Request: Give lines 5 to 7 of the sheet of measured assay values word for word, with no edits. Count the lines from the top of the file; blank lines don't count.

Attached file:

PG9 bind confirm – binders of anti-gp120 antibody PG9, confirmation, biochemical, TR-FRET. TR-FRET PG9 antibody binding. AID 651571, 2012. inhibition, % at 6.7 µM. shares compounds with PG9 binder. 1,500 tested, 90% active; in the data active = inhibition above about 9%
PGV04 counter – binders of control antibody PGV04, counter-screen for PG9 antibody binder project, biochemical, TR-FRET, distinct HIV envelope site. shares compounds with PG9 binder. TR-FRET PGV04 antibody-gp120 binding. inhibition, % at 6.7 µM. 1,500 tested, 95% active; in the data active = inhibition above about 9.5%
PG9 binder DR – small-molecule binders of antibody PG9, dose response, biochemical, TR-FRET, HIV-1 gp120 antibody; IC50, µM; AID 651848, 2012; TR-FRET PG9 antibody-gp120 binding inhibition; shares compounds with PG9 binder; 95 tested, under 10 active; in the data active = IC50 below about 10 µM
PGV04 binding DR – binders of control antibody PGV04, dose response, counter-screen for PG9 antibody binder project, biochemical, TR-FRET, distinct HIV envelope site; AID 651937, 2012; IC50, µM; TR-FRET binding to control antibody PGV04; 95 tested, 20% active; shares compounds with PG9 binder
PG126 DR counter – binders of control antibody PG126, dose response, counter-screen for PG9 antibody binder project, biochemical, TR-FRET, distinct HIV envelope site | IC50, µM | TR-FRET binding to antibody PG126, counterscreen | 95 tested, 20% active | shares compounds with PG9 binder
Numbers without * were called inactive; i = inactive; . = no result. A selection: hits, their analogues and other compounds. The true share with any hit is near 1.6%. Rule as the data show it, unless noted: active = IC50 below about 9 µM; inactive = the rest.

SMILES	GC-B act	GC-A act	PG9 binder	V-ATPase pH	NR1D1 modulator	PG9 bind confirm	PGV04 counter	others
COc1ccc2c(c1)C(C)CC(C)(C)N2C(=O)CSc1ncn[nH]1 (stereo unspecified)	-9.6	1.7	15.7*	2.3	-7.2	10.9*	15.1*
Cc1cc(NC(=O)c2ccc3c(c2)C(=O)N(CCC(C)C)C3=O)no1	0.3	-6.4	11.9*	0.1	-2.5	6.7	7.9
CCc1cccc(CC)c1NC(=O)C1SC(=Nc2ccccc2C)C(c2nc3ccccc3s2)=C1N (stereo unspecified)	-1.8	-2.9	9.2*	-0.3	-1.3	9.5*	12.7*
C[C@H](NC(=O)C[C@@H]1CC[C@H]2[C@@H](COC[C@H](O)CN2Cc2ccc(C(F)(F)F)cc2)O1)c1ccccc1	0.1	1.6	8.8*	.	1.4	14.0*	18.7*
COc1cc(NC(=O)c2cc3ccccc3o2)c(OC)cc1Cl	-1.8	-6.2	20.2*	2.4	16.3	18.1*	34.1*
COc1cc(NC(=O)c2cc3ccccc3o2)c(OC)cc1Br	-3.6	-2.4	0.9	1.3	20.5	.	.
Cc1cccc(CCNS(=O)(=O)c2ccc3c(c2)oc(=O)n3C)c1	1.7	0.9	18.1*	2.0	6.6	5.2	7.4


PG126 DR counter – binders of control antibody PG126, dose response, counter-screen for PG9 antibody binder project, biochemical, TR-FRET, distinct HIV envelope site | IC50, µM | TR-FRET binding to antibody PG126, counterscreen | 95 tested, 20% active | shares compounds with PG9 binder
Numbers without * were called inactive; i = inactive; . = no result. A selection: hits, their analogues and other compounds. The true share with any hit is near 1.6%. Rule as the data show it, unless noted: active = IC50 below about 9 µM; inactive = the rest.

SMILES	GC-B act	GC-A act	PG9 binder	V-ATPase pH	NR1D1 modulator	PG9 bind confirm	PGV04 counter	others